General Eisenhower's determination that operation OVERLORD (the invasion of France) would bring a quick end to the war is obvious in this message to the troops of the Allied Expeditionary Forces on June 6, 1944, the morning of the invasion.From the Eisenhower Presidential Library.
See the final printed version, as distributed to the soldiers. Here is what it says:
Soldiers, Sailors and Airmen of the Allied Expeditionary Force!---
You are about to embark upon the Great Crusade, toward which we have striven these many months. The eyes of the world are upon you. The hopes and prayers of liberty-loving people everywhere march with you. In company with our brave Allies and brothers-in-arms on other Fronts, you will bring about the destruction of the German war machine, the elimination of Nazi tyranny over the oppressed peoples of Europe, and security for ourselves in a free world.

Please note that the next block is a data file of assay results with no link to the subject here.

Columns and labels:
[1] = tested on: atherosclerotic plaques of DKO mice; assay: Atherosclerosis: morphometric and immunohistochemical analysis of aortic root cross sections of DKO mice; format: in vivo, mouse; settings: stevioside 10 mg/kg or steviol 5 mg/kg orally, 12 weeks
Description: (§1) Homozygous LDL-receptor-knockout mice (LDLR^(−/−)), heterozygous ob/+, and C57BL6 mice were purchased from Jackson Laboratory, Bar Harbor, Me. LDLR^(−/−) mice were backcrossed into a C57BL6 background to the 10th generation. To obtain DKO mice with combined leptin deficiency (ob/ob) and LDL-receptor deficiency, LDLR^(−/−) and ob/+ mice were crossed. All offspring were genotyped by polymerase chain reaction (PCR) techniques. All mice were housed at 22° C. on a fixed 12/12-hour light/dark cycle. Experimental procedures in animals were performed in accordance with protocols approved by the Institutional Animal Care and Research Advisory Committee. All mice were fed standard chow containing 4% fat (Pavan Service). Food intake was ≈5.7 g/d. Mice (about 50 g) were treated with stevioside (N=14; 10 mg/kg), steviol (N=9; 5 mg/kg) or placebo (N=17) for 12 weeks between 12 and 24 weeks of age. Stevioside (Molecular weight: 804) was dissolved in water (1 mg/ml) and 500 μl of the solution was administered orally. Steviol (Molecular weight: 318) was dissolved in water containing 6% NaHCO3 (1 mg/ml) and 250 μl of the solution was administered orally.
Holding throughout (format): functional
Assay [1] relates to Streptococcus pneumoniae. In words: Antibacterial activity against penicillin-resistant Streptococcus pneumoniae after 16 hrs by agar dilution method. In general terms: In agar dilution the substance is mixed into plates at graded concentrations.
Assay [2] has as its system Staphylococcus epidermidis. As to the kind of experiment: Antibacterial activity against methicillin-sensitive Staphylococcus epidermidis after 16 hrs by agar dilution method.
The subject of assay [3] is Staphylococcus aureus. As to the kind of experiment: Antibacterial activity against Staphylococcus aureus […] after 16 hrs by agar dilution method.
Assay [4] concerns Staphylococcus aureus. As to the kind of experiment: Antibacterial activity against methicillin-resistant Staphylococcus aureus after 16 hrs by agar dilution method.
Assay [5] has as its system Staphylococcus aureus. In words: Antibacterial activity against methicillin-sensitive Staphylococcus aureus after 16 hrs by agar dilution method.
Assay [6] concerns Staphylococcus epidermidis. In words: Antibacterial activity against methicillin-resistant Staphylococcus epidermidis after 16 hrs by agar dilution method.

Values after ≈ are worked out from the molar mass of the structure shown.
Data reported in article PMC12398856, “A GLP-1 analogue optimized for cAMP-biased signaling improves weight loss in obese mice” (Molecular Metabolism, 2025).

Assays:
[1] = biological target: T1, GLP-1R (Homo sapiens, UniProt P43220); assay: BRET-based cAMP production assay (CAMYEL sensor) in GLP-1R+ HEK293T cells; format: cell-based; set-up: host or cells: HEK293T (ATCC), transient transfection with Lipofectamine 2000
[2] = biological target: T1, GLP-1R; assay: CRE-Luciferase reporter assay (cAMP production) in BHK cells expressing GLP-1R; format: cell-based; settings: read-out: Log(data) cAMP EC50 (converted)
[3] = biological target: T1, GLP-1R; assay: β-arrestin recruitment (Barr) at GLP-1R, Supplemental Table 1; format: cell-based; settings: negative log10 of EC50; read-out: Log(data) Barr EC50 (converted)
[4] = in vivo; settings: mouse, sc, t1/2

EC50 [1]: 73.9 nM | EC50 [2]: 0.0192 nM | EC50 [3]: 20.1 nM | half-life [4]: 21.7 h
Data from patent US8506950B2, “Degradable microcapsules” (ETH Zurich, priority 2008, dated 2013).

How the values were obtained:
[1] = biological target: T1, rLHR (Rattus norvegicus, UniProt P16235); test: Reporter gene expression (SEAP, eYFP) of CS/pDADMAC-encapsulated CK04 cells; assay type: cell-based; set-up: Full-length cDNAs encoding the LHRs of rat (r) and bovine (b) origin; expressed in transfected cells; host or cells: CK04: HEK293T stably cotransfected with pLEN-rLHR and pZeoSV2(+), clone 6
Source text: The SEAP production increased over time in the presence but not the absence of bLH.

Your task will not be an easy one. Your enemy is well trained, well equipped and battle hardened. He will fight savagely.
But this is the year 1944! Much has happened since the Nazi triumphs of 1940-41. The United Nations have inflicted upon the Germans great defeats, in open battle, man-to-man. Our air offensive has seriously reduced their strength in the air and their capacity to wage war on the ground. Our Home Fronts have given us an overwhelming superiority in weapons and munitions of war, and placed at our disposal great reserves of trained fighting men. The tide has turned! The free men of the world are marching together to Victory!
I have full confidence in your courage and devotion to duty and skill in battle. We will accept nothing less than full Victory!
Good luck! And let us beseech the blessing of Almighty God upon this great and noble undertaking.SIGNED: Dwight D. Eisenhower
Fly your flag. Spend some time reflecting on the sacrifices made this day in 1944. Then enjoy the freedoms those sacrifices (and so many more in World War II) secured for you against the threat of National Socialism.
General Eisenhower also penciled a message to be used in the event that the D-Day invasion failed. He got the date wrong. Thank God he never had to use it.